Here is a before and after picture of a lace project I did. This is my Hexagonal Shawl:
Before in its bunched up glory:
After it is dry when all the lace is opened up and can shine:
I know swatching seems like a lot of work, but it’s worth it. I mean, what if you knit a lovely scarf for yourself, washed it, and now it hangs down to the floor and is twice the size it was when you started. You’ve wasted a ton of yarn and your time on something you might not wear. So, it’s definitely worth it, especially when your yarn is a natural fiber. Those will bloom (stretch) and grow like crazy.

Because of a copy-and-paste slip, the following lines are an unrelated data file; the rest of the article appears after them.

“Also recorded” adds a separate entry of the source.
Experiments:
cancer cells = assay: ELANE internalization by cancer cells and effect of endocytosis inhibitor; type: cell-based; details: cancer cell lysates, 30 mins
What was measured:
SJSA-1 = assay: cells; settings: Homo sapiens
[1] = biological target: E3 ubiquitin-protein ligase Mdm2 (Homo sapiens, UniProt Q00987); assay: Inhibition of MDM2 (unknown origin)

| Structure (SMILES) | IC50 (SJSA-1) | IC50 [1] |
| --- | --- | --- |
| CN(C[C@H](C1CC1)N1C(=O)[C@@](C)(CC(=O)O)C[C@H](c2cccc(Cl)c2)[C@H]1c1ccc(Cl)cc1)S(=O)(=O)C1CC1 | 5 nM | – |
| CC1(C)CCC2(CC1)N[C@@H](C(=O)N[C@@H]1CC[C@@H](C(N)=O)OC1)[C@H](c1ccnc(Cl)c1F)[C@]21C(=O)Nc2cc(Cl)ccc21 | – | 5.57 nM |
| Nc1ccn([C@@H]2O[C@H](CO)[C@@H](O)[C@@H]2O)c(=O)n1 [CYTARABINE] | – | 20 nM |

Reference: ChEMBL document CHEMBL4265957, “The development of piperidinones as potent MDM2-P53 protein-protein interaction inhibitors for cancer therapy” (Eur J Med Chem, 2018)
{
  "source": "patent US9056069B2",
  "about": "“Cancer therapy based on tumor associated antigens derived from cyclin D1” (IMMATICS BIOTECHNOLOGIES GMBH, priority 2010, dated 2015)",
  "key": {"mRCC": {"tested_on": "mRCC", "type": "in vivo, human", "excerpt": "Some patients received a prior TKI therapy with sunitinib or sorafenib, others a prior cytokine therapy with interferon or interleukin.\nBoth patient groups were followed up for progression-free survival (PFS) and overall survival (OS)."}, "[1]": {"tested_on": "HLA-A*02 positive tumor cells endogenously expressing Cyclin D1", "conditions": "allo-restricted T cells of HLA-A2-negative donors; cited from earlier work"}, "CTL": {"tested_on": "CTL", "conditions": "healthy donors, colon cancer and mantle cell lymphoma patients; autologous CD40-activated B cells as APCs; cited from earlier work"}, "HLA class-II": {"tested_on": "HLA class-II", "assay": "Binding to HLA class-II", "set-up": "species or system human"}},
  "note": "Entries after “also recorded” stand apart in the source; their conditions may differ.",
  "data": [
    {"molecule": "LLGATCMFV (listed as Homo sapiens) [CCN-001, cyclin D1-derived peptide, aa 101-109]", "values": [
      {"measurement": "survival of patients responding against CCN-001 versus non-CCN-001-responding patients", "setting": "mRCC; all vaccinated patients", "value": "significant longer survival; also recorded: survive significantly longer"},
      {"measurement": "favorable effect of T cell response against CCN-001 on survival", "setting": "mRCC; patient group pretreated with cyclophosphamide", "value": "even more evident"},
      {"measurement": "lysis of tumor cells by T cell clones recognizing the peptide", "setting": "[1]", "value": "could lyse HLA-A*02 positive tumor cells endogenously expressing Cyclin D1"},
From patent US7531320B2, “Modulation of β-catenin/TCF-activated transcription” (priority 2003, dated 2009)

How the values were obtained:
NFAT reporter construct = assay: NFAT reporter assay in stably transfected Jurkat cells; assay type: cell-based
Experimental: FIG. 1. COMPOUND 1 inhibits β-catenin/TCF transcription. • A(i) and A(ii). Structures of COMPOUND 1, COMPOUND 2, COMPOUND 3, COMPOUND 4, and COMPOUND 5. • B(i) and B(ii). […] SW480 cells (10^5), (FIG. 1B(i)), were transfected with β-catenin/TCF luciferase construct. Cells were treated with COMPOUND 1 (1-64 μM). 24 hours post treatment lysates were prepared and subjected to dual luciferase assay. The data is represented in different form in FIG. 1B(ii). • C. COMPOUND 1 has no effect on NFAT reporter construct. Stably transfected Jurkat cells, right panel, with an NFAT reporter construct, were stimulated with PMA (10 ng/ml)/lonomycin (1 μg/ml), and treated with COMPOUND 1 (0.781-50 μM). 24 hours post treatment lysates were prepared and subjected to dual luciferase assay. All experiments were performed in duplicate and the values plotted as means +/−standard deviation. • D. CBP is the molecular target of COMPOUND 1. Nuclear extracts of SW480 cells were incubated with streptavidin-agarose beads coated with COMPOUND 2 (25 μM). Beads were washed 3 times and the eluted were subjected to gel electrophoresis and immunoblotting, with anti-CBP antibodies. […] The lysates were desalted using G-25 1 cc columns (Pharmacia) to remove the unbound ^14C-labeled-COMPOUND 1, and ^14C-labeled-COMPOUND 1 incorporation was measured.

Once your piece is dry you can measure it. I have a handy tool that is a Knitting Gauge Calculator (this is an Amazon link, but I am not set up as an affiliate and don’t get anything for you clicking on this link). You lay this tool down on your swatch, and you can easily count your rows and stitches. You will count every row/stitch in the open spaces on the ruler to calculate the stitches per inch. This tool only goes to 3″, and I normally will do 4″, but it will give you a good idea of where your work is. I prefer to do more than 1″ of stitch and row counting, because your stitches could easily have partial stitches that are not accounted for. Now you take the stitches/rows for 3″ and divide it by 3 to get the number per inch and you can work from that. If you are making a scarf, you’ll be able cast on the number of stitches in that inch times the number of inches wide you want it to be. The same if you are making a blanket. The width you want your blanket to by times that number of stitches per inch. It’s as easy as that!